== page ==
I've been diagnosed with NVLD:
(1) Motoric integration problems: Gross motor: clumsy, unbalanced walking leading to clinging behaviors, bumping in to things, fear of climbing, hesitant to explore physically, difficulty bike-riding,
uncoordinated at sports.
All these are true for me. I have had trouble in the past with bikeriding, but have gotten better. The same happened with sports. I don't usually bump into stuff, but sometimes. I have some unbalanced walking and I do have trouble with certain sports like gymnastics. Although I can play soccer (as I practiced for 9 years) and basketball and baseball okay.
Fine motor: using scissors, shoe tying (which she’ll talk herself through), poor handwriting using awkward and tight grip, finger agnosia.
Used to have much trouble with shoe tying and handwriting, but have gotten better. Handwriting still a bit messy though. Finger agnosia, yes. Had to have a gripper on my pencil for a long time...
(2) Visual-Spatial-Orientation integration problems, with inability to form visual images: Resultant focus on detail rather than the important gestalt. This is what I have most problems with.
Labels everything verbally, since that is the only—albeit not always accurate—way she can process the visual/spatial information. For example, she may find her way home by counting houses and labeling landmarks verbally.
This helps me a lot.
Unaware where she is in space, so unaware of where to place answers on the homework sheet, or how to navigate the school.
These elaborate “naming” strategies break down with changes in routine, leading to an inability to cope with change.
Um, yup. I have much trouble with this! But still working hard to better it!
(3) Social/communication problems: Trouble integrating non-verbal communication with verbal communication to achieve full social interaction.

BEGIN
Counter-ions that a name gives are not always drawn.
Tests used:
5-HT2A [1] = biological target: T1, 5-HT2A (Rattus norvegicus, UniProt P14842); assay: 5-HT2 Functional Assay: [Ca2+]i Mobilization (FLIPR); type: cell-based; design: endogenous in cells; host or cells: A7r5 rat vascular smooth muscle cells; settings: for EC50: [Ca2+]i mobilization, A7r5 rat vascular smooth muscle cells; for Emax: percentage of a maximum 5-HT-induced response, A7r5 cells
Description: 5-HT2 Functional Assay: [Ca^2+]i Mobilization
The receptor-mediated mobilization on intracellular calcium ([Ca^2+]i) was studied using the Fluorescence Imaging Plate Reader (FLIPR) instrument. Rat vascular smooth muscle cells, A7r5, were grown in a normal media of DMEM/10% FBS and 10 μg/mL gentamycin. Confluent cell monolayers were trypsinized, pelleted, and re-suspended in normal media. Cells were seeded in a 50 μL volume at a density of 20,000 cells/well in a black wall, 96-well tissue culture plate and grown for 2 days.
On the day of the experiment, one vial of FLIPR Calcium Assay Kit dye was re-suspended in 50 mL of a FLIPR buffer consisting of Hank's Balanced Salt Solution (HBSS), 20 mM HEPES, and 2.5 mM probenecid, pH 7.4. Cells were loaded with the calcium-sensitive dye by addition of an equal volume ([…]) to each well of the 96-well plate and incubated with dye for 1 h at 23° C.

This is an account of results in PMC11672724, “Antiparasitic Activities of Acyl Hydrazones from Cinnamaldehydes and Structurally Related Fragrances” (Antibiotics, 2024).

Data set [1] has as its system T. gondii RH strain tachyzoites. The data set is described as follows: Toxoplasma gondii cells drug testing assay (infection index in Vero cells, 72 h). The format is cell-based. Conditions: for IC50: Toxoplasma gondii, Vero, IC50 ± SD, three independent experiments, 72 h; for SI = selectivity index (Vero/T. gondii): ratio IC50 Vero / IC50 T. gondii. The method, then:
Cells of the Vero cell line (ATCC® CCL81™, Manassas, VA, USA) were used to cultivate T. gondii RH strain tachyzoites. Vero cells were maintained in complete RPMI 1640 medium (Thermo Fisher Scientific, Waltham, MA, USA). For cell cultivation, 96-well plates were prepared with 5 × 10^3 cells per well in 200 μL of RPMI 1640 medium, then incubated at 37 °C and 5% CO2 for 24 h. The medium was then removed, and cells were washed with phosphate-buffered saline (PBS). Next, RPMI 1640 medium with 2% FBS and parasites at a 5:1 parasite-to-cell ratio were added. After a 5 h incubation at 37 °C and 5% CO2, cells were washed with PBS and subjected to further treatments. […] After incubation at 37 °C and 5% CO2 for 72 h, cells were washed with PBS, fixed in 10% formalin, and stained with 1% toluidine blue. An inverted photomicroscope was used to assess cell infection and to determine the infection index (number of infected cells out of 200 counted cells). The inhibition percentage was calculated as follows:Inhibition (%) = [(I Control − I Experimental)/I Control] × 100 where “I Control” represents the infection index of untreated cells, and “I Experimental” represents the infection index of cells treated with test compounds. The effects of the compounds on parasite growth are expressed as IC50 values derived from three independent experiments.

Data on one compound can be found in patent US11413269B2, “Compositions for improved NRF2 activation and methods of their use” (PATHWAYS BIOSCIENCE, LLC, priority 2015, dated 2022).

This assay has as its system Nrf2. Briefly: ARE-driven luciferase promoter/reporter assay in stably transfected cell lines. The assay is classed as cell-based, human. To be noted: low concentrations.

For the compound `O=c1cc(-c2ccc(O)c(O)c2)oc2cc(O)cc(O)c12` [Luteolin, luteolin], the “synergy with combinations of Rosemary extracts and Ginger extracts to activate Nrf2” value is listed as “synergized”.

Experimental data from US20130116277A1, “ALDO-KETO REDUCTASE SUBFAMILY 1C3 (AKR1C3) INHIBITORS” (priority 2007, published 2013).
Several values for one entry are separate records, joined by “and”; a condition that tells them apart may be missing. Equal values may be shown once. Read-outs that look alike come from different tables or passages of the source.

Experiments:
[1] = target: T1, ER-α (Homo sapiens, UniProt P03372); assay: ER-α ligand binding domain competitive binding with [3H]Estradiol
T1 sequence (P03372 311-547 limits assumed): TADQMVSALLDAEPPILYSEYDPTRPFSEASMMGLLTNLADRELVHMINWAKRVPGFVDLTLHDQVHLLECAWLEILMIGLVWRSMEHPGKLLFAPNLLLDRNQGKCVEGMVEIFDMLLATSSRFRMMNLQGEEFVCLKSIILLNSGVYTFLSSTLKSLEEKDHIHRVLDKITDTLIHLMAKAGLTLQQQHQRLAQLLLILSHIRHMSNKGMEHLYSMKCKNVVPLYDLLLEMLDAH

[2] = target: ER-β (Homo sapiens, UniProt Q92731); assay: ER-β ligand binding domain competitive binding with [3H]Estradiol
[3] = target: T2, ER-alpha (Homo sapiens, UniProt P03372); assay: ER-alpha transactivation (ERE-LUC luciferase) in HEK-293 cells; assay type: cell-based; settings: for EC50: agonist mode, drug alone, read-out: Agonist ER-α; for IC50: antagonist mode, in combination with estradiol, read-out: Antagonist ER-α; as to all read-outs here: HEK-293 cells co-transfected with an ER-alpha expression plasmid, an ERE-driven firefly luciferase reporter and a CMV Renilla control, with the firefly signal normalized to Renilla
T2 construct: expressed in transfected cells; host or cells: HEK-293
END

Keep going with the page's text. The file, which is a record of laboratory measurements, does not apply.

The children do clearly appear to want social acceptance (vs. Asperger’s, where the children do not usually appear interested socially).
However, typically labeled as “annoying” because of their dependence on others, their constant speech, and their misinterpretation of social cues.
Very literal interpretation of others; concrete thinking; seeing the world in black and white; trouble understanding dishonesty; trouble seeing hidden meanings, prompting others to say “You know what I meant!”—when they didn’t.
Don’t read the social cues of give and take conversation, thus appearing self-centered, weird, or impolite.
Yup, this has happened to me quite often in my life. I have gotten a bit better at social cues, but still I find that people percieve me as annoying or selfish when I'M CLEARLY NOT THAT WAY!!
NVLD symptoms change through the lifespan:
Symptoms as toddlers: Uncoordinated (gross motor and fine motor).
Trouble with social interactions, non-verbal clues (such as a peer’s facial expression of “Enough is enough!”), and adjustments to change. They may appear “confused.”
Warning signal: You always have to tell the child, “I shouldn’t have to tell you that.” Obviously, with these kids, you do have to tell them. That’s how you know there is a problem.
Trouble with spatial orientation.
Yup. Had these problems.
As a young child: Often exceptional rote speech, memory, and reading skill, which the children use to compensate for lack of intuitive social interaction. The child tries to “remember” how to interact, rather than the skill coming automatically in each different situation.
These exceptional reading and “adult” pedantic speech patterns may be interpreted as preciousness.
Clumsy monologues replace typical to-and-fro conversations.
Yeah, did this too.
Older children: Academic problems in the later elementary years with organization, inferential reading, and written output.
Math facts better than concepts.
Sustains focus on details, does not attend to big picture.
A life of social blunders, without ever figuring out why.
May have secondary depression or anxiety.
Yes this happened to me too. Dealt with depression and anxiety before. Had to see a psychiatrist from when I was 7 to when I was 16...until he started praying for me because he found out I liked Harry Potter, whom he apparently thought was the devil or something.
My mom thought it was very unprofessional of him to pray for me in his office with me there over a thing like a book. I had mentioned I was excited for the Fantastic Beasts and Where to Find Them book and he completely FLIPPED out! I decided that I wouldn't want to mention that to a doctor ever again.